Chronic Pain and Narcotic Use
In the past 2 years I have had the misfortune of dealing with doctors who have left me feeling like a drug addict trying to get my fix due to the stigma attached to taking opioids for pain.
I have felt the judgment, been grilled by pain management doctors about my behavior and use of medications, been given the suspicious glances and been treated rudely when I ask for and even fill my prescriptions, as if someone taking narcotics need not be treated like a human. Why would I, after all, in their eyes, I am just a drug addict.
The sad thing is, sometimes I don’t feel all that far from one. I am chemically dependent on my medication. Without it, I can’t function, can’t move, can’t do household chores, nor can I do physical therapy. In short, I can’t do much to heal or help myself without them. Am I an addict? No! Am I dependent on these meds to scrape through my days? Absolutely! I don’t get high off my medications. I don’t take them to feel happy or euphoric and I don’t take more than I am prescribed. So, if I am not an addict, why am I treated like one by the very people who prescribe the medication to me? Why do I have to take urine drug screens when I admit that I take medication? Isn’t the suspicion going a bit too far??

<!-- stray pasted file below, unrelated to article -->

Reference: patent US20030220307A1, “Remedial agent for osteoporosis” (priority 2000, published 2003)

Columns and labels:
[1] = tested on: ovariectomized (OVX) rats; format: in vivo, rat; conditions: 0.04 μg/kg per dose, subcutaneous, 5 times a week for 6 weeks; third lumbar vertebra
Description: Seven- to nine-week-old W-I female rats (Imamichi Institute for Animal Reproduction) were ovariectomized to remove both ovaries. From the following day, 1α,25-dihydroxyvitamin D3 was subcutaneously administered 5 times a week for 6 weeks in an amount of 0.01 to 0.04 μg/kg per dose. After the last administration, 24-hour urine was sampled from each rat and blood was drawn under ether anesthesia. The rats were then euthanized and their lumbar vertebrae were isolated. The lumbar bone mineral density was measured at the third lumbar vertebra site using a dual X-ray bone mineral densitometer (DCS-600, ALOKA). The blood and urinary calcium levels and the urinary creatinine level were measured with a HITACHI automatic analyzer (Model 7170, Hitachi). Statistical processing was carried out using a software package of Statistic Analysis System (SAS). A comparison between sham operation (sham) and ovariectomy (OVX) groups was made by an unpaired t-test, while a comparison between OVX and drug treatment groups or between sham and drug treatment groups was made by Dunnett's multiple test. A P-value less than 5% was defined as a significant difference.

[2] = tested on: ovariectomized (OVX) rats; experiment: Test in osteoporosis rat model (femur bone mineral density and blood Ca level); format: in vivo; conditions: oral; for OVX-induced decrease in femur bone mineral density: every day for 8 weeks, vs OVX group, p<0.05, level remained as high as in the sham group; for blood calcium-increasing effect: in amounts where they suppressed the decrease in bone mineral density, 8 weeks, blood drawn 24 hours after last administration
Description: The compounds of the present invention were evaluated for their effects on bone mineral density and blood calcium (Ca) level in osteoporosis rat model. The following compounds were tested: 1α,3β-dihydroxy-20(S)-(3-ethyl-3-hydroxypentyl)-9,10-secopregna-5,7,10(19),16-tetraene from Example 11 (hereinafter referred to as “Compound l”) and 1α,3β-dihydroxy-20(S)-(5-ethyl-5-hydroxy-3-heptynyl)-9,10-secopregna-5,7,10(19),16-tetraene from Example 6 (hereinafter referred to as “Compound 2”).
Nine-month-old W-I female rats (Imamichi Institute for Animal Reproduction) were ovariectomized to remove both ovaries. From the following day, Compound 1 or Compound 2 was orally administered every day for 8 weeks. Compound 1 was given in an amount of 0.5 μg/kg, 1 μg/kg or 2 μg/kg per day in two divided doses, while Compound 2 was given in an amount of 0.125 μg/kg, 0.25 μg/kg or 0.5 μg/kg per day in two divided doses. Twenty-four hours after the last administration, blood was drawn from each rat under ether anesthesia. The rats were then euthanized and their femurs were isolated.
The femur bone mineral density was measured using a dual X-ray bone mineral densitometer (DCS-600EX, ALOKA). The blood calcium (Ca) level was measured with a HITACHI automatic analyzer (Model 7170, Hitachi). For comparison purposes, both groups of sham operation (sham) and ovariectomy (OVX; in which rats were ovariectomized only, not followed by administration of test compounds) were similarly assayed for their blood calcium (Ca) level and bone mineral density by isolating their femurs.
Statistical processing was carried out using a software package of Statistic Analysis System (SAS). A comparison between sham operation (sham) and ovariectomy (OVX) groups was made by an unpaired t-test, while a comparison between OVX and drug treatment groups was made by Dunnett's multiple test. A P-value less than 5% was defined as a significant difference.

I do my part. I do physical therapy, massage therapy, and I have tried all sorts of pain management tactics, including meditation and therapy. I am doing my part, all I ask is that these medical professionals do theirs. But because there are so many people trying to “screw the system” to obtain narcotics illegally, everyone is suspect, even those of us who truly need it.
The cruel twist is that I want to tell the doctors, “You wrote me the prescription. You gave me the damn pills and told me to take them around the clock. You got me dependent on drugs and now you have the nerve to give me a hard time when I need to refill them?” Every month I have a knot in my stomach when I go for my appointment because I never know if I will be treated as a real person in real pain, or a malingering drug addict looking for a fix.
Oh what I wouldn’t give to tell my medical “professionals:” Please, please don’t judge me! Please don’t make me feel bad when I ask for my medication, please don’t make me pee in a cup and please don’t treat me like I am an idiot when you speak to me. I may be on medication, but I am intelligent and I know what is going on. Please understand that I didn’t choose this for myself. I don’t want these damn pills, but I have no other choice right now as I have exhausted my other options for pain relief. Don’t hold my condition against me. I understand the pen is mightier than the sword, so I can’t even ask to change dosages, I can’t request anything different, I certainly can’t be rude in any way (regardless of how you treat me) and I can’t question you because you hold my ability to move and get out of bed in your little prescription pad.”
Please understand that 80% of the doctors I come in contact with are wonderful, understanding and amazing. I do not feel judgment from all doctors. But, in my experience, the doctors who prescribe these medications are the ones who judge me for being on them.
I hope to one day not need these pills. But until that day comes, I only ask that I be treated with compassion and understanding.
Have you experienced judgement or difficulties with your pain medication?
Rydzy MSW, T. (2013). Chronic Pain and Narcotic Use. Psych Central. Retrieved on July 7, 2015, from http://blogs.psychcentral.com/chronic-pain/2013/05/chronic-pain-and-narcotic-use/